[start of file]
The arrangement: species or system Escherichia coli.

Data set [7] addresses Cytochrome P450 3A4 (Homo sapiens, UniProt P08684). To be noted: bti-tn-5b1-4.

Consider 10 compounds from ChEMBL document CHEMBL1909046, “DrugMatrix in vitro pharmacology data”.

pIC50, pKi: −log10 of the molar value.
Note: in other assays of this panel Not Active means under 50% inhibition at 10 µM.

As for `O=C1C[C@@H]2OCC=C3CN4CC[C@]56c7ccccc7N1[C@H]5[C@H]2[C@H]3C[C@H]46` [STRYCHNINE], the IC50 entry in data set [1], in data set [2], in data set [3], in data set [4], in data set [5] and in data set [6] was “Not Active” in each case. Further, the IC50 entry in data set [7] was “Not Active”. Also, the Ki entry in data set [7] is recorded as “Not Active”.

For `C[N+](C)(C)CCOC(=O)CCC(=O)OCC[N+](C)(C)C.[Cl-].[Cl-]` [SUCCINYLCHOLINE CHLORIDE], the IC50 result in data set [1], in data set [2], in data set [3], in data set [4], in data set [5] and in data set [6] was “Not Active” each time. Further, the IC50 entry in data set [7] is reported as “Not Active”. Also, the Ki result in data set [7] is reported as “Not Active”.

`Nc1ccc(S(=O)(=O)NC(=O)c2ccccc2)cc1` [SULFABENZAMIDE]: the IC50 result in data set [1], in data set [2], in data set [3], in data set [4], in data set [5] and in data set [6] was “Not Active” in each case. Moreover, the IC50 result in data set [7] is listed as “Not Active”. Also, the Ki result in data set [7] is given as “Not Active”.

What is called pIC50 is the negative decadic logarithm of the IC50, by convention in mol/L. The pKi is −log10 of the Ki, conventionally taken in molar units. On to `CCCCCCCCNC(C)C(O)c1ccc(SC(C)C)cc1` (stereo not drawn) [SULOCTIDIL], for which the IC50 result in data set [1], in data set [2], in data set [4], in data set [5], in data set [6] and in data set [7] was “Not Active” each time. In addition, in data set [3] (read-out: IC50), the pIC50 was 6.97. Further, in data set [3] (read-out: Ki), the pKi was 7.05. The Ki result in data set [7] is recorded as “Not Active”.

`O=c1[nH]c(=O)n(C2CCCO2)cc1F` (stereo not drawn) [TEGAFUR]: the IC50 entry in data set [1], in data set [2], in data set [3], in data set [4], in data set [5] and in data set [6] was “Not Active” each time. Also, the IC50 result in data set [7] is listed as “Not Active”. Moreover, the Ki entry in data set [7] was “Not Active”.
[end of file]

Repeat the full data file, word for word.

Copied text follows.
The arrangement: species or system Escherichia coli.

Data set [7] addresses Cytochrome P450 3A4 (Homo sapiens, UniProt P08684). To be noted: bti-tn-5b1-4.

Consider 10 compounds from ChEMBL document CHEMBL1909046, “DrugMatrix in vitro pharmacology data”.

pIC50, pKi: −log10 of the molar value.
Note: in other assays of this panel Not Active means under 50% inhibition at 10 µM.

As for `O=C1C[C@@H]2OCC=C3CN4CC[C@]56c7ccccc7N1[C@H]5[C@H]2[C@H]3C[C@H]46` [STRYCHNINE], the IC50 entry in data set [1], in data set [2], in data set [3], in data set [4], in data set [5] and in data set [6] was “Not Active” in each case. Further, the IC50 entry in data set [7] was “Not Active”. Also, the Ki entry in data set [7] is recorded as “Not Active”.

For `C[N+](C)(C)CCOC(=O)CCC(=O)OCC[N+](C)(C)C.[Cl-].[Cl-]` [SUCCINYLCHOLINE CHLORIDE], the IC50 result in data set [1], in data set [2], in data set [3], in data set [4], in data set [5] and in data set [6] was “Not Active” each time. Further, the IC50 entry in data set [7] is reported as “Not Active”. Also, the Ki result in data set [7] is reported as “Not Active”.

`Nc1ccc(S(=O)(=O)NC(=O)c2ccccc2)cc1` [SULFABENZAMIDE]: the IC50 result in data set [1], in data set [2], in data set [3], in data set [4], in data set [5] and in data set [6] was “Not Active” in each case. Moreover, the IC50 result in data set [7] is listed as “Not Active”. Also, the Ki result in data set [7] is given as “Not Active”.

What is called pIC50 is the negative decadic logarithm of the IC50, by convention in mol/L. The pKi is −log10 of the Ki, conventionally taken in molar units. On to `CCCCCCCCNC(C)C(O)c1ccc(SC(C)C)cc1` (stereo not drawn) [SULOCTIDIL], for which the IC50 result in data set [1], in data set [2], in data set [4], in data set [5], in data set [6] and in data set [7] was “Not Active” each time. In addition, in data set [3] (read-out: IC50), the pIC50 was 6.97. Further, in data set [3] (read-out: Ki), the pKi was 7.05. The Ki result in data set [7] is recorded as “Not Active”.

`O=c1[nH]c(=O)n(C2CCCO2)cc1F` (stereo not drawn) [TEGAFUR]: the IC50 entry in data set [1], in data set [2], in data set [3], in data set [4], in data set [5] and in data set [6] was “Not Active” each time. Also, the IC50 result in data set [7] is listed as “Not Active”. Moreover, the Ki entry in data set [7] was “Not Active”.